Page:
Coronavirus Reach: Earth's Last Places in Pacific Too Report First Cases of Covid-19

Many Pacific Island nations which did not notice any Covid-19 case since the beginning of the pandemic suddenly started reporting their first cases

Emerged as an outbreak in China, the novel Coronavirus soon spread across the world and turned out as a pandemic. Eight months after the World Health Organization (WHO) officially declared COVID-19 as a global health crisis, so far SARS-CoV-2 free places on earth now began noticing the virus' sudden appearance.

A Pacific island nation, Vanuatu about 1,200 miles northeast of Australia, on Wednesday, November 11 reported its first COVID-19 case, while two other so-far COVID-19 free -- Marshall Islands and the Solomon Islands -- also reported their first infection cases in October.

Most of the Pacific island countries closed their borders during the early days of the Coronavirus pandemic, when other parts of the world continued to report the surge of COVID-19, which as of now affected 50 million people around the globe, and killed over 1,294,000 individuals.

COVID-19 in Last Coronavirus-Free Nations

Vanuatu reported its first Coronavirus infection case Wikimedia commons

The health department of the Oceania country Vanuatu said a US returned 23-year-old man has tested positive. The government has suspended transport in and out of the capital city Port Vila, and also launched an operation to track and test all those people who might have come in contact with the Coronavirus-infected person. The country took swift action to make sure that they are safe from the pandemic, by closing the borders in March. But Vanuatu allowed its citizens and residents to return home.

The Marshall Islands reported the first cases in the last week of October among the people who have been working at a US military base and arrived from Hawaii. In the same month, the Solomon Islands also reported its first case and since then it has recorded over a dozen if COVID-19 cases among arrivals in quarantine.

However, there was no report of community spread and this week the Marshall Islands said the country has become Coronavirus-free. Meanwhile, in Samoa, three crew members of a ship that stopped in a port tested positive for COVID-19 and the workers who boarded the ship are now in isolation.

Concerns Emerge

Pacific Islands
Health Crisis in Pacific Islands

Since these Pacific nations had time to prepare for such a sudden situation, it is possible that they can stop the spread of the novel Coronavirus. As per Lana Elliott, an expert on public health in the Pacific at the Queensland University of Technology, it is possible to contain Vanuatu's first case, as the government and the ministry of health have worked "diligently for the last number of months to prepare for this exact situation".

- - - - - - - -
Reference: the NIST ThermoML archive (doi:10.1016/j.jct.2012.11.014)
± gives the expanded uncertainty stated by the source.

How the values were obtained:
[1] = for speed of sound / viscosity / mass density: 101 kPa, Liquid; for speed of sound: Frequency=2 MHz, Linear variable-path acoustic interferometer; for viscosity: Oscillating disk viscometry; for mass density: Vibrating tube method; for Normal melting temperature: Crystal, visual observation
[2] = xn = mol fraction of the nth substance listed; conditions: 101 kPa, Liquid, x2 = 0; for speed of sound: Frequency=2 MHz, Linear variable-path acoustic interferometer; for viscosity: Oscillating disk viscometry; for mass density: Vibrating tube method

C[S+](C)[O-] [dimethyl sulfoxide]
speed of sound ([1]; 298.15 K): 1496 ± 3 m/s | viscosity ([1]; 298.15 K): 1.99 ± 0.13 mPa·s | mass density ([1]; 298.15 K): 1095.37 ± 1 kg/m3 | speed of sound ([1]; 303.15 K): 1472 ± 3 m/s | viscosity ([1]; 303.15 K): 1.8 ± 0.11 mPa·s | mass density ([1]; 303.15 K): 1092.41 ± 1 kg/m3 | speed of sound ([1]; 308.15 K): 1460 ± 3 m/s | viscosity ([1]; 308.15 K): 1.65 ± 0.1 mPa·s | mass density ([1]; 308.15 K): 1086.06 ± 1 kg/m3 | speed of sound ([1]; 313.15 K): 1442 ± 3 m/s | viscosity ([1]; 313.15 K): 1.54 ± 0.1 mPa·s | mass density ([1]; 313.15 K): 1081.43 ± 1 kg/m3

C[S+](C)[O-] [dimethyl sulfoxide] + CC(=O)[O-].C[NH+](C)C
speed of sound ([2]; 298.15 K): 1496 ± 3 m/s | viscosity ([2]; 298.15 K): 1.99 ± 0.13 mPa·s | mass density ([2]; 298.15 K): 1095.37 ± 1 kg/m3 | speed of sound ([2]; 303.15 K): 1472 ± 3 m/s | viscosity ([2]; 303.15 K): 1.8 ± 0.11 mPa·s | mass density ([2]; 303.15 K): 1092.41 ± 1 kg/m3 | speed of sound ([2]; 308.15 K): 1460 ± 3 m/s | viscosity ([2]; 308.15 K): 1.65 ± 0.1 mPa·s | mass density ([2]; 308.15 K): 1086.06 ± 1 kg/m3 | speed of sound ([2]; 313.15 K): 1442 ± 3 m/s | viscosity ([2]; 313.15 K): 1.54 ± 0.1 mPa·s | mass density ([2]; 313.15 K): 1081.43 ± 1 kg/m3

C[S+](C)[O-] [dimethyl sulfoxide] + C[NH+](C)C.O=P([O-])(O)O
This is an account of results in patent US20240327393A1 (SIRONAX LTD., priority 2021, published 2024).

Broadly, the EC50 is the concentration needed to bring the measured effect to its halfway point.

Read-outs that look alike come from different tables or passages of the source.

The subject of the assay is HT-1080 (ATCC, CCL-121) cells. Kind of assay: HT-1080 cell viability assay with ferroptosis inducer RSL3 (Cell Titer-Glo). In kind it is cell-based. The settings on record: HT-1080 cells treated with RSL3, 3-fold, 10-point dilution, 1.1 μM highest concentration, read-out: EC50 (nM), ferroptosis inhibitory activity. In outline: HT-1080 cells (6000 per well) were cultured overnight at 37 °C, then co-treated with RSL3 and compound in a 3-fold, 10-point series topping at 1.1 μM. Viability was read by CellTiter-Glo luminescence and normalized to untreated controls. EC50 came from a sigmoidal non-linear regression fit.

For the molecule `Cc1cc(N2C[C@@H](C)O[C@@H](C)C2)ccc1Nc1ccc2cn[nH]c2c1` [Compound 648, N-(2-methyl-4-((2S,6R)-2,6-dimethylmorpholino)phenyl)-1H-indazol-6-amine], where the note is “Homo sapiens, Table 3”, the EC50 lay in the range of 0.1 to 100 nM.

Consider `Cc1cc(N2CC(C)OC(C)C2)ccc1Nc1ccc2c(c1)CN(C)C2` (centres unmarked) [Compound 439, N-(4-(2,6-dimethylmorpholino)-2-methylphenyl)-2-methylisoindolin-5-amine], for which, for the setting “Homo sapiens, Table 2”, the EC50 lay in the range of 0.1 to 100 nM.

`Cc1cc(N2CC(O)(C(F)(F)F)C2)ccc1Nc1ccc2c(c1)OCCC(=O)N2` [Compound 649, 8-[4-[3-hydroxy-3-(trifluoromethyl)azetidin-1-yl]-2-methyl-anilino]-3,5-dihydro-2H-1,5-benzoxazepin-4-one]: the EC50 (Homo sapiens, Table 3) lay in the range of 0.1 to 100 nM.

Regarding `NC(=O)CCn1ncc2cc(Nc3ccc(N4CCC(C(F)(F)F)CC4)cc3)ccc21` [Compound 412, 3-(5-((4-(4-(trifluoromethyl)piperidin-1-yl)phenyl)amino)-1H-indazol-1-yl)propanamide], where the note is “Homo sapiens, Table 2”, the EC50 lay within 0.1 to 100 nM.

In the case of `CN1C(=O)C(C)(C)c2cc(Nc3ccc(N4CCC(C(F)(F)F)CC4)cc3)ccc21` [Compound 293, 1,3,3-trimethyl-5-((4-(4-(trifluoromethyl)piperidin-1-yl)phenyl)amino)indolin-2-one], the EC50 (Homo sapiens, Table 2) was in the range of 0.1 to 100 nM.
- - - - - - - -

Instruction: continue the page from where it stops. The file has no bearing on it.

But the new case in the small Oceania nation has also triggered concerns. Colin Tukuitonga, an associate dean at the University of Auckland medical school said that Vanuatu is like many of the small islands in that region that is not capable of coping with even a few cases of Coronavirus infection.

"A handful of cases on a small island is going to overwhelm the health system; these are very small and not well-funded health systems. They often lack critical equipment, the critical skills," said Tukuitonga, who is former chief executive of New Zealand's Ministry of Pacific Island Affairs adding that contact tracing is the best way to prevent community transmission.

According to him, "That's the test. How quickly and how reliably the local authorities can identify the contacts. [and] It's not an easy job." But unlike other countries, contact tracing apps are not available in this Pacific Islands nation, and that would make the situation more challenging.

The good news is, as per Vanuatu's director of public health, Len Tarivonda, almost 200 people have been identified as potential contacts of the infected man. However, Tarivonda said, "We are concerned about that, especially since the staff who were working at the borders or the airline, they would have gone back to their families since last week."

However, while But Vanuatu's tourism-dependent economy is also expected to decline 8.3 percent this year, Tukuitonga, said that trying to keep the Coronavirus completely out of the country remains the right strategy for Vanuatu and many other countries in the Pacific. He said that "the primary aim of keeping it out or keeping it contained at the border is still the right one because if it gets into the community the islands will be simply overwhelmed."

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